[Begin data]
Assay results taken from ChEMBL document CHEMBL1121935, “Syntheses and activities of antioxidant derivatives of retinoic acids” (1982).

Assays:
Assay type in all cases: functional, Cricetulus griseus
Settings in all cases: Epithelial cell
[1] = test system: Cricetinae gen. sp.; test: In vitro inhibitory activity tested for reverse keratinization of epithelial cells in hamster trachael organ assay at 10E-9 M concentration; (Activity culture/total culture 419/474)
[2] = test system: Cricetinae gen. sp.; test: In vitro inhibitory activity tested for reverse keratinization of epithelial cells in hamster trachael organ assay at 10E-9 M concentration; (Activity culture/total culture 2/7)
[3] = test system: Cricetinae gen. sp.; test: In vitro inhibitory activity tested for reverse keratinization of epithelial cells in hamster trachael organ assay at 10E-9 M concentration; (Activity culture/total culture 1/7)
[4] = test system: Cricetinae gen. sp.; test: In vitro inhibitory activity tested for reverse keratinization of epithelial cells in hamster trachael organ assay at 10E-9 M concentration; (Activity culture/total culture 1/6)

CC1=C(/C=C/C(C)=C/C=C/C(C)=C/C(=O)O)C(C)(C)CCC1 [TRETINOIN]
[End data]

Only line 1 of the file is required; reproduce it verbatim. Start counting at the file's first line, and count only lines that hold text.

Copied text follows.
Assay results taken from ChEMBL document CHEMBL1121935, “Syntheses and activities of antioxidant derivatives of retinoic acids” (1982).